First published online for Germany’s Year of Light 2015, here is what I do these days.
Did you know that humans are genetically similar worms? Some worm genes make proteins that are similar to proteins in humans. Scientists at Max Planck Institute of Molecular Cell Biology and Genetics are using the worm, C. elegans, to study these proteins in hopes of gaining a better understanding of how the proteins function in humans.
C. elegans is a nematode worm. It can be found in nutrient rich soil often feeding on bacteria that thrive on decaying organic matter. Although lacking a circulatory and respiratory system, the worm has a mouth, pharynx, intestines and a nervous system. As an adult worm, it only grows to about 1mm in length. This tiny worm can generate over 20,000 proteins throughout its life. If we can understand how these proteins function in C. elegans we may be able to draw the same conclusions about their functions in human.
Above: C. elegans worms with a GFP tagged protein, syp-1. The green is the protein and the blue is the DNA inside the worm. Syp-1 plays a role in pairing chromosomes during meiosis. Top Left: egg, Top Right: Three worms at larvae stage 1, Bottom Left: Midsection of larvae stage 4, Bottom Right: Tail of adult. Taken by Me, while in the Transgeneomics Facility/Sarov Lab – MPI-CBG.
Imaging this creature’s proteins is a fairly simplified task as the worm is transparent, making it perfect for microscopy work. But how do we distinguish between different proteins in the worm? And how do we get the best image possible? We use light.
Imagine if we could light up one specific protein in the entire worm, essentially creating a glowing worm that we could use to study one protein at a time under a microscope. Well that is what the scientists at MPI have done. Using molecular biology techniques, they have attached a green fluorescent tag (or green fluorescent protein – GFP) to a worm protein that exists also in humans. And they have done this for many different proteins. The GFP tag makes the protein glow green under fluorescent light and allows the scientists to track the protein inside the worm.
The particular microscopy method employed to study these fluorescent worm proteins is known as SPIM. SPIM stands for Selective Plane Illumination Microscopy and uses sheets of light perpendicular to the detection lens to bring a specimen in to focus. This is different from other microscopes in many ways. It allows the scientist to avoid a lot of photo bleaching – a phenomenon where light fades the fluorescence in a sample, rendering it unusable. The light sheet SPIM also allows for quick 360o imaging and 3D reconstruction of specimens.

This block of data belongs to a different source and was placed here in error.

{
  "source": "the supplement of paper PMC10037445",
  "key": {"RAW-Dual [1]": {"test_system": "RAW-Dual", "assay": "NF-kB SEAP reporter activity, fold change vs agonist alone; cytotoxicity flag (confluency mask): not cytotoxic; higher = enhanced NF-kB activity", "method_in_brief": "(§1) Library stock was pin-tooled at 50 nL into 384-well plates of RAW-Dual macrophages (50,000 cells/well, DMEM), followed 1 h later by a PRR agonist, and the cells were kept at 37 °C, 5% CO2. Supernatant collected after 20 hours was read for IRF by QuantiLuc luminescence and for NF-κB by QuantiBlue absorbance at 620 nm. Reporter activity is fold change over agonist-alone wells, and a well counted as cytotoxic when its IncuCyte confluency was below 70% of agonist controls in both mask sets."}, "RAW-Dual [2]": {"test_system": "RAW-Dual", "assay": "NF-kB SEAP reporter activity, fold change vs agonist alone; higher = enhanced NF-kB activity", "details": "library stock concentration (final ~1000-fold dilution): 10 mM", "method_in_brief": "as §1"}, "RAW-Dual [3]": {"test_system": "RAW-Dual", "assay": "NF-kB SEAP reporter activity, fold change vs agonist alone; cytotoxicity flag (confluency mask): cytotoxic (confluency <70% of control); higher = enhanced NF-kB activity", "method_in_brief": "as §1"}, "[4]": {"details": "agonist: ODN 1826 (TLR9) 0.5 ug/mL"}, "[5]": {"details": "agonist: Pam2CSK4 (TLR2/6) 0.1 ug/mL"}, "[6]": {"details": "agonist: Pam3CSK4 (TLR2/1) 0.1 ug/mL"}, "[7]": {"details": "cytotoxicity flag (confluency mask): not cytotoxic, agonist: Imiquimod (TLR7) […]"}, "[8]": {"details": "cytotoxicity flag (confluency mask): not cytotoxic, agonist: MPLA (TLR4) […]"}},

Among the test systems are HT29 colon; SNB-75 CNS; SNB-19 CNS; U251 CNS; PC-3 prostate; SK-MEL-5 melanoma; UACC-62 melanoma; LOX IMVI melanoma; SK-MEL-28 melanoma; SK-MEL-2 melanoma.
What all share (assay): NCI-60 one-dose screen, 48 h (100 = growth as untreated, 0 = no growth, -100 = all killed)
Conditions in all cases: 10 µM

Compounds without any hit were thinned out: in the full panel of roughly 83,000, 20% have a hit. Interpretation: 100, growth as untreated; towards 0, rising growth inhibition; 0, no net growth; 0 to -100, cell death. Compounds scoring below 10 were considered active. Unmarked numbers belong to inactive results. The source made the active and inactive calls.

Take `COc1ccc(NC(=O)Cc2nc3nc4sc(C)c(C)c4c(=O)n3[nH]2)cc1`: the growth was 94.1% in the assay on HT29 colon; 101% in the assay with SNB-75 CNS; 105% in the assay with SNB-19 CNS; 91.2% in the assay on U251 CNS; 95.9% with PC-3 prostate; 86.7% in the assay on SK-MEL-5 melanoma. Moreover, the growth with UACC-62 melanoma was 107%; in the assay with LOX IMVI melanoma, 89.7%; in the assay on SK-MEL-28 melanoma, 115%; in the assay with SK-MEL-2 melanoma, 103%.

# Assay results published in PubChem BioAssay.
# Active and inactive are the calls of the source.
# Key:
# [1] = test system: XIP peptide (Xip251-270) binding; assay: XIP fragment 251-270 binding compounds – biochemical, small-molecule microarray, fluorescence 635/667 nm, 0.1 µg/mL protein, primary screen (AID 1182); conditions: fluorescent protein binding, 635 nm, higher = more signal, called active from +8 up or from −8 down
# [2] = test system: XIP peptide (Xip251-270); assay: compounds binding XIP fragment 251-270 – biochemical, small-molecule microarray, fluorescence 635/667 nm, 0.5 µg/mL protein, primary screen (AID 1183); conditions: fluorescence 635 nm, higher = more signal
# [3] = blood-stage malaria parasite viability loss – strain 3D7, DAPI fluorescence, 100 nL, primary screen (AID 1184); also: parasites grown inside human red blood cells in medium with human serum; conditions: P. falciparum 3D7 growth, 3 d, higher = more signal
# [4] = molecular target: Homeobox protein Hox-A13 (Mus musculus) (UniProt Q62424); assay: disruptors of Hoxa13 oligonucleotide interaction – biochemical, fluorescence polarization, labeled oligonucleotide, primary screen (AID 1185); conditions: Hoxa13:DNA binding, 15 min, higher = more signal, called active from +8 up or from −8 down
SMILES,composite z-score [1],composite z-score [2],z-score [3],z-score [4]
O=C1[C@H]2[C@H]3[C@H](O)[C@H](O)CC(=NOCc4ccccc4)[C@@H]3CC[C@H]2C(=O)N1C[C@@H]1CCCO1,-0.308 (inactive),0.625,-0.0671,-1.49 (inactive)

The scientists at MPI used SPIM to take pictures of many different GFP tagged proteins in C. elegans. A thin sheet of fluorescent light illuminates a tiny section along the worm body. Every other part of the worm is in the dark. If a fluorescent protein is present in this tiny lit up section, it will become visible. The light is repositioned on a different tiny section along the worm body and pictures are taken in this fashion along the entire length of the worm, from head to tail. The worm is also rotated a full 360o while pictures are being acquired via the light sheet illumination. After all of the 2D pictures are taken, a computer program uses the fluorescent light data in each image to construct the pictures into a final 3D image.
One goal of these images is to complete an interactive Pictionary of worm proteins, providing a visual tool to track where specific proteins are located during the different stages of the worm life cycle. Viewing the 3D image on a computer, one can rotate the worm in the x, y and z-axis allowing the visualization of one specific protein throughout the entire worm. This provides a multitude of answers to questions about worm proteins. How much of Protein A is present in the head of the worm as opposed to the body or the tail? Is Protein B always in the head of the worm or does its position change throughout the worm’s life cycle? Is it possible that Protein A and Protein B interact with each other?
If we can make conclusions about these human-like worm proteins, we will gain an understanding of how these proteins function in humans. This alone could lead to medical advancements in treating human diseases such as Alzheimer’s disease, spinal muscular atrophy, Parkinson’s disease and cancer.